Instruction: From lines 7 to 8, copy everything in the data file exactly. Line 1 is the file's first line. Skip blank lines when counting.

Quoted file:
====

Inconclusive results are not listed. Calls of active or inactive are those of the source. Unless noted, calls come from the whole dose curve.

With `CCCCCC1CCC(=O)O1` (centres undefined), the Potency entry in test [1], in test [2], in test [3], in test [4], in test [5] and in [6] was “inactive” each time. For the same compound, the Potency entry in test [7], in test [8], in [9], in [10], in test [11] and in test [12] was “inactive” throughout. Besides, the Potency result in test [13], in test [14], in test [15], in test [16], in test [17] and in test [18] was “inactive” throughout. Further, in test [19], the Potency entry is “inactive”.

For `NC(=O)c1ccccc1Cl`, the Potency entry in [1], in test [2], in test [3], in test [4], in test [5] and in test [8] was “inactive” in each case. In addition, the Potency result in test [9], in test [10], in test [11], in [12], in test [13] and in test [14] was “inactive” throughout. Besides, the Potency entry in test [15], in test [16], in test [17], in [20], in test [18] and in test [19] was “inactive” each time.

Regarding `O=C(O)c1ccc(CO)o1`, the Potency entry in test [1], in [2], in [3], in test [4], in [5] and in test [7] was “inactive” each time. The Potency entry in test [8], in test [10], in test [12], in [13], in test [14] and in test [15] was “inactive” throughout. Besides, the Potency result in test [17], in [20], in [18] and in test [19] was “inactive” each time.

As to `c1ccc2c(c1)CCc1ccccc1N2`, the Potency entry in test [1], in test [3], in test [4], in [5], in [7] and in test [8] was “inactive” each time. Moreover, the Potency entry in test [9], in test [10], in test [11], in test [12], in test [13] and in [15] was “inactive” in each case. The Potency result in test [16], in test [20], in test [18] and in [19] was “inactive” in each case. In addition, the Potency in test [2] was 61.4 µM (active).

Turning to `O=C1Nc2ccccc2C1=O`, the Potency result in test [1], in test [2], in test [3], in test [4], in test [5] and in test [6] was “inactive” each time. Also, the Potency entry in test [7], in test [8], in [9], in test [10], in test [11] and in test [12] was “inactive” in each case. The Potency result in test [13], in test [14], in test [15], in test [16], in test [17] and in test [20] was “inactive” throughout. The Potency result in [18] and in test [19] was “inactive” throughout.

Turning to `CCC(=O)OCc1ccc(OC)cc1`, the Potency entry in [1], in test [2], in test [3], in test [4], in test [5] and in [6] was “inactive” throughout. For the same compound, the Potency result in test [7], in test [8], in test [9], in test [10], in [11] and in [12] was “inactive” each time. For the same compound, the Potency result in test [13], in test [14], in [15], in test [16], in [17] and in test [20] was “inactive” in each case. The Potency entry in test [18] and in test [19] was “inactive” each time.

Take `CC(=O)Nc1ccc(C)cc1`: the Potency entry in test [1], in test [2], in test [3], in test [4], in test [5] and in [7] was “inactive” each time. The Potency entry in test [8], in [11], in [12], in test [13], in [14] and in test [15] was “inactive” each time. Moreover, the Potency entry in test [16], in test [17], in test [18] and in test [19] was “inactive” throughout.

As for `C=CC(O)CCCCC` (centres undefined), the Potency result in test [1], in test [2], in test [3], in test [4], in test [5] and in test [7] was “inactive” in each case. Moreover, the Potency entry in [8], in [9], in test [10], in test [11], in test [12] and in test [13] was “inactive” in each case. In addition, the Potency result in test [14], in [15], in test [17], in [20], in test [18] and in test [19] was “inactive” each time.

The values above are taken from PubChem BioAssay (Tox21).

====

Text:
Turning to `CCC(=O)OCc1ccc(OC)cc1`, the Potency entry in [1], in test [2], in test [3], in test [4], in test [5] and in [6] was “inactive” throughout. For the same compound, the Potency result in test [7], in test [8], in test [9], in test [10], in [11] and in [12] was “inactive” each time. For the same compound, the Potency result in test [13], in test [14], in [15], in test [16], in [17] and in test [20] was “inactive” in each case. The Potency entry in test [18] and in test [19] was “inactive” each time.

Take `CC(=O)Nc1ccc(C)cc1`: the Potency entry in test [1], in test [2], in test [3], in test [4], in test [5] and in [7] was “inactive” each time. The Potency entry in test [8], in [11], in [12], in test [13], in [14] and in test [15] was “inactive” each time. Moreover, the Potency entry in test [16], in test [17], in test [18] and in test [19] was “inactive” throughout.